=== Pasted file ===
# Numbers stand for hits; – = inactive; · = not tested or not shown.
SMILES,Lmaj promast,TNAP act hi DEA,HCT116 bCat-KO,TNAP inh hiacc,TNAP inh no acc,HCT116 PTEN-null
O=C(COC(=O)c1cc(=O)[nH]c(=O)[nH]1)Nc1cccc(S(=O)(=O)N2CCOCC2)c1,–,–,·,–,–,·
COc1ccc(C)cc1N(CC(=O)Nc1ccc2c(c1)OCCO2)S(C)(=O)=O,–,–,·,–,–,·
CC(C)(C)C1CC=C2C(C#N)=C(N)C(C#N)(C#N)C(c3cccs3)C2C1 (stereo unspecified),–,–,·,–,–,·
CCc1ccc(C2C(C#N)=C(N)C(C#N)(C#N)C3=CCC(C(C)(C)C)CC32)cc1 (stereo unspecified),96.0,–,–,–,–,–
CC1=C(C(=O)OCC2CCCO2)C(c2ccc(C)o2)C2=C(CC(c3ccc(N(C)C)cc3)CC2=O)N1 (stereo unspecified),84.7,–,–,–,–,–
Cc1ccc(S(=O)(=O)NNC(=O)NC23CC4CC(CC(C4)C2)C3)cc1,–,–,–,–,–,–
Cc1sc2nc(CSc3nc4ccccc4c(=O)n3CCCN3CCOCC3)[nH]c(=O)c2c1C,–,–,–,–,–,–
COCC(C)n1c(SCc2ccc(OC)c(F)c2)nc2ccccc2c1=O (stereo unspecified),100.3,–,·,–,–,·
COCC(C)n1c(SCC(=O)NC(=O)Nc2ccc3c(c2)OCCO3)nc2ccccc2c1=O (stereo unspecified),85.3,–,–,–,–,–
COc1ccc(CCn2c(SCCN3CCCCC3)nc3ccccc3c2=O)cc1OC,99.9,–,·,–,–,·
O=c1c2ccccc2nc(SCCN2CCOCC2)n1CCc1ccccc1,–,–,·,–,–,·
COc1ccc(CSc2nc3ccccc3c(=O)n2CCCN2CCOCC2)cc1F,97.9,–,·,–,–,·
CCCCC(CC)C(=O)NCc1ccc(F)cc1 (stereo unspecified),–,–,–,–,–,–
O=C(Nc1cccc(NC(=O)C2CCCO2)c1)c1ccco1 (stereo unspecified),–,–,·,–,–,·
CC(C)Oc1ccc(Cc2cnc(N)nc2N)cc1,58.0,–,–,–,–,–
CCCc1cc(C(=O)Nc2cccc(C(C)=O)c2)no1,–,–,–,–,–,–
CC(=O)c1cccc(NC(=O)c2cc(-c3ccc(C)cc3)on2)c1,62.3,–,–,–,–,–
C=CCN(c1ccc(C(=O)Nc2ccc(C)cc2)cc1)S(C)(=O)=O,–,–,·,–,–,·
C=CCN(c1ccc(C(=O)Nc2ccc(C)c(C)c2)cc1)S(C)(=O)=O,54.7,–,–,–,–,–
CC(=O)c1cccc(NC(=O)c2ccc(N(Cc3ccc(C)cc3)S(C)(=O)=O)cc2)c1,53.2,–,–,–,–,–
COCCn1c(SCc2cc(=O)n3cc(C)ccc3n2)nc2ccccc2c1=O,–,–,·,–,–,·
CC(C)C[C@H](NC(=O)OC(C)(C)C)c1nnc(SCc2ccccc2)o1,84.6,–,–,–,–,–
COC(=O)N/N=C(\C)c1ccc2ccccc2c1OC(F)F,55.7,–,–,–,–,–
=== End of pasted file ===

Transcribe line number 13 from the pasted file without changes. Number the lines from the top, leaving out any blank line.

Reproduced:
O=c1c2ccccc2nc(SCCN2CCOCC2)n1CCc1ccccc1,–,–,·,–,–,·